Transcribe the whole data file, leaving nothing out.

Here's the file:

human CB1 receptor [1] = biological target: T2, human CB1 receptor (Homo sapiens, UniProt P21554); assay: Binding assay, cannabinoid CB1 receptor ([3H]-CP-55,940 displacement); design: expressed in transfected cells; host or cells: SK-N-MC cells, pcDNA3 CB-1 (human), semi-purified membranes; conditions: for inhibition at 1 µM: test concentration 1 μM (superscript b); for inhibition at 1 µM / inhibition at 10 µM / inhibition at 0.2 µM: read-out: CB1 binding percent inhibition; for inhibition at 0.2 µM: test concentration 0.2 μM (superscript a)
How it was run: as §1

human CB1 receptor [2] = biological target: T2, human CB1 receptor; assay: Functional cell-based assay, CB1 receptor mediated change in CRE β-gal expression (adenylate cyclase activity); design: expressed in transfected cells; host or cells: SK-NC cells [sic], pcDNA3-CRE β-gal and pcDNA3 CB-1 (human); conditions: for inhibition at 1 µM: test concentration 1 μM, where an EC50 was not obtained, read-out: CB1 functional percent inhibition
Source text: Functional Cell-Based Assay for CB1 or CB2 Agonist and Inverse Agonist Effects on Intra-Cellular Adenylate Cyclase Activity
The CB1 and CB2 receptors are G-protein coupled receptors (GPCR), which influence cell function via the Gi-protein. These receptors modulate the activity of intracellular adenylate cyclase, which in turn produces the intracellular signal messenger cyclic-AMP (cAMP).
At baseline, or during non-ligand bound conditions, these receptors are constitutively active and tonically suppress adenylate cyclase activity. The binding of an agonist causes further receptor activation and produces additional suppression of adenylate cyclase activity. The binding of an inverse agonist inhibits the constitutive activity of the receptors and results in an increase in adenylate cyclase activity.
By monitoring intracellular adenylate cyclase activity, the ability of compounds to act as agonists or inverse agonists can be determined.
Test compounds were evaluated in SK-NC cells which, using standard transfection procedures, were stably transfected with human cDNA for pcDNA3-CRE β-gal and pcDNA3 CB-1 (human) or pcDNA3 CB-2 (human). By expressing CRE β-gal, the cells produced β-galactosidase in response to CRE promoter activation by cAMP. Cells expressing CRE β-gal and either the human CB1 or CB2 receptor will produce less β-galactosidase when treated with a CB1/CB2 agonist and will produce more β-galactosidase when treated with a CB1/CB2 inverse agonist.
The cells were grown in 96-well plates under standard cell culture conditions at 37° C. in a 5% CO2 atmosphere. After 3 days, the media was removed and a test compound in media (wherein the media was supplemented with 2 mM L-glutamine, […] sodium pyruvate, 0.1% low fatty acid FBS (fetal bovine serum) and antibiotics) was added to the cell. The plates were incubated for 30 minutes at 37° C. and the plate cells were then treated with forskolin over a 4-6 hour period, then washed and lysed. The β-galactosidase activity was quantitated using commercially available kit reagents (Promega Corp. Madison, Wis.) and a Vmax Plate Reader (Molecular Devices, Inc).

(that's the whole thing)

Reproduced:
human CB1 receptor [1] = biological target: T2, human CB1 receptor (Homo sapiens, UniProt P21554); assay: Binding assay, cannabinoid CB1 receptor ([3H]-CP-55,940 displacement); design: expressed in transfected cells; host or cells: SK-N-MC cells, pcDNA3 CB-1 (human), semi-purified membranes; conditions: for inhibition at 1 µM: test concentration 1 μM (superscript b); for inhibition at 1 µM / inhibition at 10 µM / inhibition at 0.2 µM: read-out: CB1 binding percent inhibition; for inhibition at 0.2 µM: test concentration 0.2 μM (superscript a)
How it was run: as §1

human CB1 receptor [2] = biological target: T2, human CB1 receptor; assay: Functional cell-based assay, CB1 receptor mediated change in CRE β-gal expression (adenylate cyclase activity); design: expressed in transfected cells; host or cells: SK-NC cells [sic], pcDNA3-CRE β-gal and pcDNA3 CB-1 (human); conditions: for inhibition at 1 µM: test concentration 1 μM, where an EC50 was not obtained, read-out: CB1 functional percent inhibition
Source text: Functional Cell-Based Assay for CB1 or CB2 Agonist and Inverse Agonist Effects on Intra-Cellular Adenylate Cyclase Activity
The CB1 and CB2 receptors are G-protein coupled receptors (GPCR), which influence cell function via the Gi-protein. These receptors modulate the activity of intracellular adenylate cyclase, which in turn produces the intracellular signal messenger cyclic-AMP (cAMP).
At baseline, or during non-ligand bound conditions, these receptors are constitutively active and tonically suppress adenylate cyclase activity. The binding of an agonist causes further receptor activation and produces additional suppression of adenylate cyclase activity. The binding of an inverse agonist inhibits the constitutive activity of the receptors and results in an increase in adenylate cyclase activity.
By monitoring intracellular adenylate cyclase activity, the ability of compounds to act as agonists or inverse agonists can be determined.
Test compounds were evaluated in SK-NC cells which, using standard transfection procedures, were stably transfected with human cDNA for pcDNA3-CRE β-gal and pcDNA3 CB-1 (human) or pcDNA3 CB-2 (human). By expressing CRE β-gal, the cells produced β-galactosidase in response to CRE promoter activation by cAMP. Cells expressing CRE β-gal and either the human CB1 or CB2 receptor will produce less β-galactosidase when treated with a CB1/CB2 agonist and will produce more β-galactosidase when treated with a CB1/CB2 inverse agonist.
The cells were grown in 96-well plates under standard cell culture conditions at 37° C. in a 5% CO2 atmosphere. After 3 days, the media was removed and a test compound in media (wherein the media was supplemented with 2 mM L-glutamine, […] sodium pyruvate, 0.1% low fatty acid FBS (fetal bovine serum) and antibiotics) was added to the cell. The plates were incubated for 30 minutes at 37° C. and the plate cells were then treated with forskolin over a 4-6 hour period, then washed and lysed. The β-galactosidase activity was quantitated using commercially available kit reagents (Promega Corp. Madison, Wis.) and a Vmax Plate Reader (Molecular Devices, Inc).